This provides another avenue for understanding that which subsumes our Solar System, our Earth, and the processes therein.
One of the European Southern Observatory's telescopes in their Very Large Telescope array uses a laser beam to create an artificial star high in the Earth's atmosphere, allowing the astronomers to correct for atmospheric distortion (utilizing adaptive optics) as they study the central regions of our Milky Way Galaxy. The picture was taken in August of 2010 picture by Yuri Beletsky.
Identifying the Important Evidence
Fossil records leave a map of the evolutionary development of complex life on Earth, showing an overall increase in the number of distinct animal species (and more clearly in measures of genera) on the plant over the past 540 million years (as is best recorded in records of ocean life). However, upon this overall increase is imprinted a smaller periodic rise and fall in the number of genera at any given time. Early indication of this go back to the 1980s,5 but more recent analysis (with a more complete fossil record) has solidified the evidence for a cycle in the decline and increase in the number of genera over time.6 Perhaps most interestingly, this cycle corresponds with the period and phase of cyclical aspects of the motion of our Solar System through the Milky Way Galaxy.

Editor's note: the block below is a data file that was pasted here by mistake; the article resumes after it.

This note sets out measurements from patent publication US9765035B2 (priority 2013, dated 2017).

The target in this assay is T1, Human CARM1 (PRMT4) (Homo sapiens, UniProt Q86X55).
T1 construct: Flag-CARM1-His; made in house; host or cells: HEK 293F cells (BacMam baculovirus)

Changes in the total number of fossilized marine genera over the past 540 millions years provides a measure of the changing biodiversity over the Phanerozoic Eon. The total number of distinct genera is shown on the bottom, indicating an overall increase in the biodiversity. When the overall growth trend is removed, the cyclical variation in biodiversity becomes more evident (as shown on the top graph, which includes a 62 million year cycle). If only "short-lived" genera are examined (ones which lasted less than 45 million years) then the 62 million year cycle also presents itself (as shown in the middle graph). The image has been adapted from Rohde and Muller, 2005.
Existing attempts to explain this correlation between galactic activity and evolution of life rely upon a sequence of domino like effects resulting from the introduction of a “kill mechanism.” They look for ways that cosmic processes might kill off large enough numbers of individual animals (either directly, or by creating certain environmental effects which will do so), which in turn could then lead to extinctions of entire species, and, if the killing rate was powerful enough and sustained, then to the extinctions of large numbers of different species, resulting in the extinctions of entire genera, and then families, culminating in a “mass extinction”7